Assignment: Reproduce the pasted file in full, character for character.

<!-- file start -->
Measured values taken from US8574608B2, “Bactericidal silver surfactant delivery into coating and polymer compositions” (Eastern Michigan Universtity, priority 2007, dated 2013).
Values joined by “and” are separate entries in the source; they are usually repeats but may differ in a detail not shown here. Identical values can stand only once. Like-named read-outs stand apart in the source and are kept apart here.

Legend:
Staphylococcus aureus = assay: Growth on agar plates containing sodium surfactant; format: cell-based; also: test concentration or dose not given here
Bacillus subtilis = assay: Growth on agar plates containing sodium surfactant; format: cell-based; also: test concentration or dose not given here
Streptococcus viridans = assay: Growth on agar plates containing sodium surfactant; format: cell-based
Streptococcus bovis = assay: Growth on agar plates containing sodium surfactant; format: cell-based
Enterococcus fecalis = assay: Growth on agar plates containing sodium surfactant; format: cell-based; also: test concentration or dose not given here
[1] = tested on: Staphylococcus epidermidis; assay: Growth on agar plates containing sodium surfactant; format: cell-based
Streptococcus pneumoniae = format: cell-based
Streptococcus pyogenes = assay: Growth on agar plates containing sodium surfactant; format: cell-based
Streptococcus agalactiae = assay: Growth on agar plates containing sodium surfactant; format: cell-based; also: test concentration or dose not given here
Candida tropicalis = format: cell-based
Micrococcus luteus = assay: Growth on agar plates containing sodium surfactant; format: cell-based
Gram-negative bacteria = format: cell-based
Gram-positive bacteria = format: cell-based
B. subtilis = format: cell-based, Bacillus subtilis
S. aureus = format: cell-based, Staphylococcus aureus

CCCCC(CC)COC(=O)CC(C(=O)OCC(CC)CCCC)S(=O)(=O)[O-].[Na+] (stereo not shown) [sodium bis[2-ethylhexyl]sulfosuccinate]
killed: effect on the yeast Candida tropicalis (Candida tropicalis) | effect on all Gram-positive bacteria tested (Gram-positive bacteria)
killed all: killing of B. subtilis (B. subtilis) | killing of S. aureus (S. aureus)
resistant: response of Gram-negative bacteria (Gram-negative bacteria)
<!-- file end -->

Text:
Measured values taken from US8574608B2, “Bactericidal silver surfactant delivery into coating and polymer compositions” (Eastern Michigan Universtity, priority 2007, dated 2013).
Values joined by “and” are separate entries in the source; they are usually repeats but may differ in a detail not shown here. Identical values can stand only once. Like-named read-outs stand apart in the source and are kept apart here.

Legend:
Staphylococcus aureus = assay: Growth on agar plates containing sodium surfactant; format: cell-based; also: test concentration or dose not given here
Bacillus subtilis = assay: Growth on agar plates containing sodium surfactant; format: cell-based; also: test concentration or dose not given here
Streptococcus viridans = assay: Growth on agar plates containing sodium surfactant; format: cell-based
Streptococcus bovis = assay: Growth on agar plates containing sodium surfactant; format: cell-based
Enterococcus fecalis = assay: Growth on agar plates containing sodium surfactant; format: cell-based; also: test concentration or dose not given here
[1] = tested on: Staphylococcus epidermidis; assay: Growth on agar plates containing sodium surfactant; format: cell-based
Streptococcus pneumoniae = format: cell-based
Streptococcus pyogenes = assay: Growth on agar plates containing sodium surfactant; format: cell-based
Streptococcus agalactiae = assay: Growth on agar plates containing sodium surfactant; format: cell-based; also: test concentration or dose not given here
Candida tropicalis = format: cell-based
Micrococcus luteus = assay: Growth on agar plates containing sodium surfactant; format: cell-based
Gram-negative bacteria = format: cell-based
Gram-positive bacteria = format: cell-based
B. subtilis = format: cell-based, Bacillus subtilis
S. aureus = format: cell-based, Staphylococcus aureus

CCCCC(CC)COC(=O)CC(C(=O)OCC(CC)CCCC)S(=O)(=O)[O-].[Na+] (stereo not shown) [sodium bis[2-ethylhexyl]sulfosuccinate]
killed: effect on the yeast Candida tropicalis (Candida tropicalis) | effect on all Gram-positive bacteria tested (Gram-positive bacteria)
killed all: killing of B. subtilis (B. subtilis) | killing of S. aureus (S. aureus)
resistant: response of Gram-negative bacteria (Gram-negative bacteria)